BOTTOM OF THE NINTH by Michael Shapiro

BOTTOM OF THE NINTH

Branch Rickey, Casey Stengel, and the Daring Scheme to Save Baseball from Itself

KIRKUS REVIEW

Parallel tales of two of baseball’s greatest lions in the winters of their careers.

By the late 1950s, writes Shapiro (Journalism/Columbia Univ.; The Last Good Season: Brooklyn, the Dodgers, and Their Final Pennant Race Together, 2003, etc.), baseball, though still popular, was in trouble. Attendance had fallen precipitously since the ’40s, and the game was being supplanted by football as America’s favorite professional sport. Enter veteran baseball executive Branch Rickey, who at age 74 attempted to save baseball by creating a third major league, the Continental League. This new league, envisioned Rickey, would be free of the self-interested and self-destructive myopia of the current major-league owners and would share resources, prospective players and the ever more lucrative revenue from television. In short, the new league would be competitive, which the previous leagues were not. The impetus was the New York Yankees and their wizened manager Casey Stengel, who had made an art of mangling the English language while proving to be a master baseball tactician. Under Stengel, the Yankees had won seven World Series, with consistently dominating performances that made baseball boring. With the “reserve clause” in place, in which players were tied to a team for life, not much promised to change. While Rickey pushed for such change, Stengel, approaching 70, was under pressure to continue the Yankees’ winning ways. Both men, each nursing an oversized ego, believed they would succeed because they willed it; in 1960, both men failed. Rickey would find the likely owners for the new league franchises no more open to innovation than the established league owners, and the Continental League would die with the expansion of the National and American Leagues. To save his job, Stengel had to win the 1960 World Series; he did not and was promptly fired. Eventually Rickey and Stengel, both of whom loved the limelight, faded from public awareness. Shapiro expertly enlivens these two larger-than-life characters and captures in fine detail an important era in baseball history.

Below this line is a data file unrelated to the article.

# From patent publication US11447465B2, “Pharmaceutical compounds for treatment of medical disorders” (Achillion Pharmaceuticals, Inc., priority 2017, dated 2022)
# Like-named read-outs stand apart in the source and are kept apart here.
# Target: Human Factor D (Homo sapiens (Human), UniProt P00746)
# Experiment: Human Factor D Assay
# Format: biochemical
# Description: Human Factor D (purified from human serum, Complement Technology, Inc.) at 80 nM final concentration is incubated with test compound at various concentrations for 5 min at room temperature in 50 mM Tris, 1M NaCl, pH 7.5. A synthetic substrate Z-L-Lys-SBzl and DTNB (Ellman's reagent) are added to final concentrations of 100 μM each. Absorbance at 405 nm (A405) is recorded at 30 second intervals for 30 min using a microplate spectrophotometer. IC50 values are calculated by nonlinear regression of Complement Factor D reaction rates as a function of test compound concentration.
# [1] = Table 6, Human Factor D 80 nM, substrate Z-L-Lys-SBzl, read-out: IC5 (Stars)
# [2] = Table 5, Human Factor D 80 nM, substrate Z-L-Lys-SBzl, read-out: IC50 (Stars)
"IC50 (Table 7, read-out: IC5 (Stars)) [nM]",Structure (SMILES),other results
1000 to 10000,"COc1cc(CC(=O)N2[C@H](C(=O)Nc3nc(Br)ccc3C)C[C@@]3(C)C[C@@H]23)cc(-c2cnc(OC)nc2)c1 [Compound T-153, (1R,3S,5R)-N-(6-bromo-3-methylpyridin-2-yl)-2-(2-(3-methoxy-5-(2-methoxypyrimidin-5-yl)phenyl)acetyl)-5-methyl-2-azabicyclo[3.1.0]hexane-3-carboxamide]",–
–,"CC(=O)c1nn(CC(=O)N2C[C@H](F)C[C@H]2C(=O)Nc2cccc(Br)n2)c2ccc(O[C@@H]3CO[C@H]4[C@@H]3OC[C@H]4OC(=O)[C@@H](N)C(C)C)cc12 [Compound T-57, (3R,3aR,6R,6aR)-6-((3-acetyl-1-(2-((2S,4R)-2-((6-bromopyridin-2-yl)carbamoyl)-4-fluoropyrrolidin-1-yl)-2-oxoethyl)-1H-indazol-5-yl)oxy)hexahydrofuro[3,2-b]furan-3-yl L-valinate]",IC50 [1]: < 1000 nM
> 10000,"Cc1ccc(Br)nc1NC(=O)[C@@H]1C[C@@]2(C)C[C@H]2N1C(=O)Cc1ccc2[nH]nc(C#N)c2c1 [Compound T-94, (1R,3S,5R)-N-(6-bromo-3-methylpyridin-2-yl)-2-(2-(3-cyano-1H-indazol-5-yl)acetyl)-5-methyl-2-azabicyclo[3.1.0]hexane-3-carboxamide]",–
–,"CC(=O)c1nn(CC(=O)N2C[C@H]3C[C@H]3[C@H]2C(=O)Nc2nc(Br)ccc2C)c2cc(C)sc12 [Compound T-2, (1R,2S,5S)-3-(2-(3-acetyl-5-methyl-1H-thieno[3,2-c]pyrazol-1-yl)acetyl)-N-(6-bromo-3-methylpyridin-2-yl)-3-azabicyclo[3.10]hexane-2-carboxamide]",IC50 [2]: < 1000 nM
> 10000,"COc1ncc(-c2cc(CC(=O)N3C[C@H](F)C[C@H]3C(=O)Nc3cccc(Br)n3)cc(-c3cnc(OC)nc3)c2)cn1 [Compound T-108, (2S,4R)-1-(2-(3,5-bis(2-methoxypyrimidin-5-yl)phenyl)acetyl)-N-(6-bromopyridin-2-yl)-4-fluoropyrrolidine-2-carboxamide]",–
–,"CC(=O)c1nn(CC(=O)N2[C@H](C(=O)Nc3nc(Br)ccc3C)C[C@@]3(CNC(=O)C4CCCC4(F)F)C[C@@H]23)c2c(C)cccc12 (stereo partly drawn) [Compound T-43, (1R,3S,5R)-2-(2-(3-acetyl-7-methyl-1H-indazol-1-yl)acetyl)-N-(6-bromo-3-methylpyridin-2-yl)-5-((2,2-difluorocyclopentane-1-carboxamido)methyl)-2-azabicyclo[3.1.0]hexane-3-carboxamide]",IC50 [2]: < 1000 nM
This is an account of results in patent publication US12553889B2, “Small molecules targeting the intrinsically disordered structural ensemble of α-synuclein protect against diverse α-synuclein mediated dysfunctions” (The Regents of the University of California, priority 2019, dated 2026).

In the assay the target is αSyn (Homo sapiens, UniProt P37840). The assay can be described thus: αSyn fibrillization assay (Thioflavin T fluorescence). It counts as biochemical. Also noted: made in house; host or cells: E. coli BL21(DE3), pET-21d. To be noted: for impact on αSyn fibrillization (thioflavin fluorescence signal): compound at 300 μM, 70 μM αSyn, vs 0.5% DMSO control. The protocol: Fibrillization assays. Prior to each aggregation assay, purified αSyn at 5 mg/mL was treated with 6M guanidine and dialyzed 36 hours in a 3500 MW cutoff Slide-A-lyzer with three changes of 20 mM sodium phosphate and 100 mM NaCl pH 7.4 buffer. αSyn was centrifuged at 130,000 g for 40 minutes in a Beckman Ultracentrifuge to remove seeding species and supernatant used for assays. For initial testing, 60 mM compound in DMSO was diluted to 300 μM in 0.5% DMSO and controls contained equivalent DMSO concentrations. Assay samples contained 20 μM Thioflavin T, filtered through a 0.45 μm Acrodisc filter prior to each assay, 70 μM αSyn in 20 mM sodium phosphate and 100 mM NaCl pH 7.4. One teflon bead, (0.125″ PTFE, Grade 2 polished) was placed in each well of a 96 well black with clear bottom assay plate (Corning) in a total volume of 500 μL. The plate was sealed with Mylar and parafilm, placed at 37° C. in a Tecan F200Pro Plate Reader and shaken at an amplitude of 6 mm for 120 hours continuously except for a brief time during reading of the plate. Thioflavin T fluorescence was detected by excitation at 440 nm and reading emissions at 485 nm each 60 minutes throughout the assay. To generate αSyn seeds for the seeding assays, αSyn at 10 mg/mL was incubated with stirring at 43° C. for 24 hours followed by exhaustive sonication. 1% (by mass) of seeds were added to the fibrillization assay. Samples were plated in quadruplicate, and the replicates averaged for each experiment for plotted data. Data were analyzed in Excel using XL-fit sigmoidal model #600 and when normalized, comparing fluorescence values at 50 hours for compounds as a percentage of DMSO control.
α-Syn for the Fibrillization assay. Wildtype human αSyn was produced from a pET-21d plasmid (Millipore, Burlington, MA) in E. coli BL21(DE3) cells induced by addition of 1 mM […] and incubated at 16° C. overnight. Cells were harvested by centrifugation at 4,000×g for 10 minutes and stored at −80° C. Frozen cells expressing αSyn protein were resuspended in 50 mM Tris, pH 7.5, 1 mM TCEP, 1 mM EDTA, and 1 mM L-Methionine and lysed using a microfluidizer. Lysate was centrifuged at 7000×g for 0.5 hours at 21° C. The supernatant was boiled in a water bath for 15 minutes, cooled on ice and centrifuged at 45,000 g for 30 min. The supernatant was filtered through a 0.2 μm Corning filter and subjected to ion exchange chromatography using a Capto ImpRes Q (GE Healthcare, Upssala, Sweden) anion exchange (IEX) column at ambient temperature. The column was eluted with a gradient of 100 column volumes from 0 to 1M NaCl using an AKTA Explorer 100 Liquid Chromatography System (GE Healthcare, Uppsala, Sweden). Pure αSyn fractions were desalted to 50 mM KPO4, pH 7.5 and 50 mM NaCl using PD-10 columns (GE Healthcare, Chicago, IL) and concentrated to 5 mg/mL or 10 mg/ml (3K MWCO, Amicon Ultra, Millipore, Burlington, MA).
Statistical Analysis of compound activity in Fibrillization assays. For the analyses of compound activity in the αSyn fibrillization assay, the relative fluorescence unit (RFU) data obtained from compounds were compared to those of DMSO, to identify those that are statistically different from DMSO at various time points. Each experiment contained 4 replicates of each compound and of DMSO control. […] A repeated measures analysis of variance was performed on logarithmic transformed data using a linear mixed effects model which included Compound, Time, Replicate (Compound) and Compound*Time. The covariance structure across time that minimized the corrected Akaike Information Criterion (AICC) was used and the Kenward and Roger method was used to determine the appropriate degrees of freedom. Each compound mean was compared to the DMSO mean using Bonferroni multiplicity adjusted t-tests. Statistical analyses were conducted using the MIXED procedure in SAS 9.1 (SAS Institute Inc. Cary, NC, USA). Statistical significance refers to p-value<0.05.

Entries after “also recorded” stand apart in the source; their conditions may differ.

A well-crafted story that will appeal most strongly to baseball aficionados.

Pub Date: May 12th, 2009
ISBN: 978-0-8050-8247-0
Page count: 320pp
Publisher: Times/Henry Holt
Review Posted Online:
Kirkus Reviews Issue: April 1st, 2009




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